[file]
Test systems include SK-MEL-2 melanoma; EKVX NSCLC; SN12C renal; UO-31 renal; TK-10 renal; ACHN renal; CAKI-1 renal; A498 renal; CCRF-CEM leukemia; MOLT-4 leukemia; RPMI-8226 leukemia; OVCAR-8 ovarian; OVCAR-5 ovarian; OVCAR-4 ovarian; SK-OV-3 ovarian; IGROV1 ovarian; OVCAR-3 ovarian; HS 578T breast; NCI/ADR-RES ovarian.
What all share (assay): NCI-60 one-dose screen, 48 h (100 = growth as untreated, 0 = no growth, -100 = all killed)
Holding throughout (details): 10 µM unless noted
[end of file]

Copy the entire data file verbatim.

Test systems include SK-MEL-2 melanoma; EKVX NSCLC; SN12C renal; UO-31 renal; TK-10 renal; ACHN renal; CAKI-1 renal; A498 renal; CCRF-CEM leukemia; MOLT-4 leukemia; RPMI-8226 leukemia; OVCAR-8 ovarian; OVCAR-5 ovarian; OVCAR-4 ovarian; SK-OV-3 ovarian; IGROV1 ovarian; OVCAR-3 ovarian; HS 578T breast; NCI/ADR-RES ovarian.
What all share (assay): NCI-60 one-dose screen, 48 h (100 = growth as untreated, 0 = no growth, -100 = all killed)
Holding throughout (details): 10 µM unless noted